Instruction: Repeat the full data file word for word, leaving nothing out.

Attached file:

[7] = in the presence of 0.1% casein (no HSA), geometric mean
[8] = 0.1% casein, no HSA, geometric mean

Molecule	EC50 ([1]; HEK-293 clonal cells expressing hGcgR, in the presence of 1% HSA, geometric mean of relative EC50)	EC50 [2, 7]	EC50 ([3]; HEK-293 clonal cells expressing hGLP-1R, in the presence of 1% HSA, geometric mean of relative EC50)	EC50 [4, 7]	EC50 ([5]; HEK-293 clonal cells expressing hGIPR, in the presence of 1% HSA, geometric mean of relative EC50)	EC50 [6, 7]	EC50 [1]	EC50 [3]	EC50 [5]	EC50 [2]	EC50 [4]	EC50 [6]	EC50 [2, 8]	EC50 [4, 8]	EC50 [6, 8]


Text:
[7] = in the presence of 0.1% casein (no HSA), geometric mean
[8] = 0.1% casein, no HSA, geometric mean

Molecule	EC50 ([1]; HEK-293 clonal cells expressing hGcgR, in the presence of 1% HSA, geometric mean of relative EC50)	EC50 [2, 7]	EC50 ([3]; HEK-293 clonal cells expressing hGLP-1R, in the presence of 1% HSA, geometric mean of relative EC50)	EC50 [4, 7]	EC50 ([5]; HEK-293 clonal cells expressing hGIPR, in the presence of 1% HSA, geometric mean of relative EC50)	EC50 [6, 7]	EC50 [1]	EC50 [3]	EC50 [5]	EC50 [2]	EC50 [4]	EC50 [6]	EC50 [2, 8]	EC50 [4, 8]	EC50 [6, 8]